Study Guide

Our Town Religion

By Thornton Wilder


Religiously, we’re eighty-five per cent Protestants; twelve per cent Catholics; rest, indifferent. (I.225)

Grover’s Corners’ occupants are mostly Christian.

I never told you about that letter Jane Crofut got from her minister when she was sick. He wrote Jane a letter and on the envelope the address was like this: It said: Jane Crofut; The Crofut Farm; Grover’s Corners; Sutton County; New Hampshire; United States of America…Continent of North America; Western Hemisphere; the Earth; the Solar System; the Universe; the mind of God – that’s what it said on the envelope. (I.441-3)

Grover’s Corners is described as being in the "mind of God."

The real hero of this scene isn’t on the stage at all, and you know who that is. It’s like what one of those European fellas said: Every child born into the world is nature’s attempt to make a perfect human being. Well, we’ve seen nature pushing and contriving for some time now. We all know that nature’s interested in quantity; but I think she’s interested in quality, too, - that’s why I’m in the ministry. (II.298)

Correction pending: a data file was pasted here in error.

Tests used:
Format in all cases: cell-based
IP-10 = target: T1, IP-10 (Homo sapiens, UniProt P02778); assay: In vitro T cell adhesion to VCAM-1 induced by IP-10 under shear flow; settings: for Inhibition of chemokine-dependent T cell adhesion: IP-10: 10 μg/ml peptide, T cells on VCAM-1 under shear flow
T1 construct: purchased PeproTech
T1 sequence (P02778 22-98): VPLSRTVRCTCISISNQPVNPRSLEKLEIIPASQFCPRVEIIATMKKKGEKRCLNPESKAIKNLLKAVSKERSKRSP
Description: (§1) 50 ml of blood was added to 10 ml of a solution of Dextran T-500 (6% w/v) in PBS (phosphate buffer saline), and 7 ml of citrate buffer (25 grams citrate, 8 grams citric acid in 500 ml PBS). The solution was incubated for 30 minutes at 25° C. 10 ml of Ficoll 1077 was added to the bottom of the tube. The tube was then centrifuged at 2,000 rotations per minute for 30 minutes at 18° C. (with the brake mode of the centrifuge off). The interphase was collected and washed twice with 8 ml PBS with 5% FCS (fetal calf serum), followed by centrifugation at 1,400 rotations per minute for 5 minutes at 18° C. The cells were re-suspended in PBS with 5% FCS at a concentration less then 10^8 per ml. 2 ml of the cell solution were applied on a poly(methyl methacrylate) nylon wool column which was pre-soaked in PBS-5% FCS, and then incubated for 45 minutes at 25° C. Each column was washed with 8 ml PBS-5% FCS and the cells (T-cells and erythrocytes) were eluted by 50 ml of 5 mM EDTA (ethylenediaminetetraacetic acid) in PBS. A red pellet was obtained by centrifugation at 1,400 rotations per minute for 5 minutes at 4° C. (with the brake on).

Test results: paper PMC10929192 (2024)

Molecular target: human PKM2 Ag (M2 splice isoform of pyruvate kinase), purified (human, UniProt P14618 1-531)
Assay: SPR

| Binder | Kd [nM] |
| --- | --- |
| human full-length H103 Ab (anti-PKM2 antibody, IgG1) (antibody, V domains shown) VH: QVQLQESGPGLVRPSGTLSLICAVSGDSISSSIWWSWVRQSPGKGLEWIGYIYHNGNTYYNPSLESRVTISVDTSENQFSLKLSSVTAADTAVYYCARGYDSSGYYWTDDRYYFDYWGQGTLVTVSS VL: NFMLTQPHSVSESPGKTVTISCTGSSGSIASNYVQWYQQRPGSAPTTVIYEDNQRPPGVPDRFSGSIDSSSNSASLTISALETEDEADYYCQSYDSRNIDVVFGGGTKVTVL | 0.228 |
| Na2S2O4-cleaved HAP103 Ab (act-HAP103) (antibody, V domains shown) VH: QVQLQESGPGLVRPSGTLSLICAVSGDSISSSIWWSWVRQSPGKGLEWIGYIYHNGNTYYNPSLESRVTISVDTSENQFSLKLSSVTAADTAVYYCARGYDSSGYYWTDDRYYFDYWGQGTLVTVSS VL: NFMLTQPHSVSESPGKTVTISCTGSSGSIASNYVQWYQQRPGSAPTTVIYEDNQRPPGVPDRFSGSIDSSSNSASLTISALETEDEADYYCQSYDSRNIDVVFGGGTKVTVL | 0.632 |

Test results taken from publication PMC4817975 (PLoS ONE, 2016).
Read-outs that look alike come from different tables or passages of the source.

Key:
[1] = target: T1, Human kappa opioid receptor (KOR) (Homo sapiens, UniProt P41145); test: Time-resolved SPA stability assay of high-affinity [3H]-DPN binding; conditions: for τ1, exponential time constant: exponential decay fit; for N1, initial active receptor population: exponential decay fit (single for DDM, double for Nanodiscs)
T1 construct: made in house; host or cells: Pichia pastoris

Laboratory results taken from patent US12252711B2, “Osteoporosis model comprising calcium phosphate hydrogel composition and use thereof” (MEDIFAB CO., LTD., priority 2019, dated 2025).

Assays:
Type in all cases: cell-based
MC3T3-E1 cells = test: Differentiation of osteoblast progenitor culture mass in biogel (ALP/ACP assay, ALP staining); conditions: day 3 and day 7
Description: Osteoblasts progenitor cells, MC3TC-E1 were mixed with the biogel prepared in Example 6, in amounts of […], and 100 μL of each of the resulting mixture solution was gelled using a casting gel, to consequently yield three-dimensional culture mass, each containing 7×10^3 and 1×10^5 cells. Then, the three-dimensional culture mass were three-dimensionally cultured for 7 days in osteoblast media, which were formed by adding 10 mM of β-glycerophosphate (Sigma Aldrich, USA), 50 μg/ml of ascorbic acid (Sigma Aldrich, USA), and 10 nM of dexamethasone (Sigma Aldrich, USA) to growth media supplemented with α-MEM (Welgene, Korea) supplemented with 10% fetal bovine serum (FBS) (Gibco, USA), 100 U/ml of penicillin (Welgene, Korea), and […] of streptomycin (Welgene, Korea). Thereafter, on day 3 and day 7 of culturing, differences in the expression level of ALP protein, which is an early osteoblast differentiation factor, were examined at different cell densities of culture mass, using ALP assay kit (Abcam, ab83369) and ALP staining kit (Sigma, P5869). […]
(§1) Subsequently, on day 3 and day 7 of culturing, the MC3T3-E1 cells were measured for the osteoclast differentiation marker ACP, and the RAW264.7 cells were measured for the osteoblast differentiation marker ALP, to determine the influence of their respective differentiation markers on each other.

The passage above is a discussion of nature rather than religion. The implication is that marriage is natural for two people.

Now there are some things we all know, but we don’t take’m out and look at’m very often. We all know that something is eternal. And it ain’t houses and it ain’t names, and it ain’t earth, and it ain’t even the stars…everybody knows in their bones that something is eternal, and that something has to do with human beings…There’s something way down deep that’s eternal about every human being. (III.25).

Rather than emphasizing the significance of any religious icon, the Stage Manager suggests that the spiritual and eternal "something" on earth resides in people.

But, Mother Gibbs, how can I ever forget that life? It’s all I know. It’s all I had. (III.152)

Emily is not prepared to let go of her life on Earth and move onto the next stage.

When you’ve been here longer you’ll see that our life here is to forget all that, and think only of what’s ahead, and be ready for what’s ahead. When you’ve been here longer you’ll understand. (III.150)

An afterlife is implied but not fully explained in Our Town.